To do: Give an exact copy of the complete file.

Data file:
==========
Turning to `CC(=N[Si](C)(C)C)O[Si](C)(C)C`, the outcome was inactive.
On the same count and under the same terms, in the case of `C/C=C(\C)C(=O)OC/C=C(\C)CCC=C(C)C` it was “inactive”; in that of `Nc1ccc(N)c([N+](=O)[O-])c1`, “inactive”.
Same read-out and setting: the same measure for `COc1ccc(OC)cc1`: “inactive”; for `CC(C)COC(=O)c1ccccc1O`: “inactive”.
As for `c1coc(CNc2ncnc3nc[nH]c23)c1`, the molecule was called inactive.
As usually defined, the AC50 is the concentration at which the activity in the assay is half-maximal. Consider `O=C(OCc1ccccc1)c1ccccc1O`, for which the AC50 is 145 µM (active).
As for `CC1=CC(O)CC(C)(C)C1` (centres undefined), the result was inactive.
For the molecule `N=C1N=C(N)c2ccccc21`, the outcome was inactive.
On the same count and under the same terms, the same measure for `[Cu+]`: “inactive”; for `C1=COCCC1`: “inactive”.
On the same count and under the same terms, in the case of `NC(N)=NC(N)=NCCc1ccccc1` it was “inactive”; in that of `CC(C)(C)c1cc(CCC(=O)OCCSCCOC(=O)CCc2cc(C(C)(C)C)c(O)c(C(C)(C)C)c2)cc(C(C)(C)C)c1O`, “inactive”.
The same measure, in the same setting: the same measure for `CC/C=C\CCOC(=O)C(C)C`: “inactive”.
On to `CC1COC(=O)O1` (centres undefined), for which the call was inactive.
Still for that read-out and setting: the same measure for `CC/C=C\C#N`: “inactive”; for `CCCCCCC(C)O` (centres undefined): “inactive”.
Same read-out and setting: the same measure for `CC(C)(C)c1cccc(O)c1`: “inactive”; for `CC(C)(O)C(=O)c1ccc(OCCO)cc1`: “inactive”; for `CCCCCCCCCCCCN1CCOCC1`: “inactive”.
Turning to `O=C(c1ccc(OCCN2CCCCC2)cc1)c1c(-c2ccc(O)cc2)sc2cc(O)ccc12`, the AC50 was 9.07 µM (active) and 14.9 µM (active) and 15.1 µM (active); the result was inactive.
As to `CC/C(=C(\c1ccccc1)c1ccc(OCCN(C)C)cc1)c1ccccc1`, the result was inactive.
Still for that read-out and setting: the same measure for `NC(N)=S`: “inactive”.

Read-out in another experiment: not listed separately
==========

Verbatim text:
Turning to `CC(=N[Si](C)(C)C)O[Si](C)(C)C`, the outcome was inactive.
On the same count and under the same terms, in the case of `C/C=C(\C)C(=O)OC/C=C(\C)CCC=C(C)C` it was “inactive”; in that of `Nc1ccc(N)c([N+](=O)[O-])c1`, “inactive”.
Same read-out and setting: the same measure for `COc1ccc(OC)cc1`: “inactive”; for `CC(C)COC(=O)c1ccccc1O`: “inactive”.
As for `c1coc(CNc2ncnc3nc[nH]c23)c1`, the molecule was called inactive.
As usually defined, the AC50 is the concentration at which the activity in the assay is half-maximal. Consider `O=C(OCc1ccccc1)c1ccccc1O`, for which the AC50 is 145 µM (active).
As for `CC1=CC(O)CC(C)(C)C1` (centres undefined), the result was inactive.
For the molecule `N=C1N=C(N)c2ccccc21`, the outcome was inactive.
On the same count and under the same terms, the same measure for `[Cu+]`: “inactive”; for `C1=COCCC1`: “inactive”.
On the same count and under the same terms, in the case of `NC(N)=NC(N)=NCCc1ccccc1` it was “inactive”; in that of `CC(C)(C)c1cc(CCC(=O)OCCSCCOC(=O)CCc2cc(C(C)(C)C)c(O)c(C(C)(C)C)c2)cc(C(C)(C)C)c1O`, “inactive”.
The same measure, in the same setting: the same measure for `CC/C=C\CCOC(=O)C(C)C`: “inactive”.
On to `CC1COC(=O)O1` (centres undefined), for which the call was inactive.
Still for that read-out and setting: the same measure for `CC/C=C\C#N`: “inactive”; for `CCCCCCC(C)O` (centres undefined): “inactive”.
Same read-out and setting: the same measure for `CC(C)(C)c1cccc(O)c1`: “inactive”; for `CC(C)(O)C(=O)c1ccc(OCCO)cc1`: “inactive”; for `CCCCCCCCCCCCN1CCOCC1`: “inactive”.
Turning to `O=C(c1ccc(OCCN2CCCCC2)cc1)c1c(-c2ccc(O)cc2)sc2cc(O)ccc12`, the AC50 was 9.07 µM (active) and 14.9 µM (active) and 15.1 µM (active); the result was inactive.
As to `CC/C(=C(\c1ccccc1)c1ccc(OCCN(C)C)cc1)c1ccccc1`, the result was inactive.
Still for that read-out and setting: the same measure for `NC(N)=S`: “inactive”.

Read-out in another experiment: not listed separately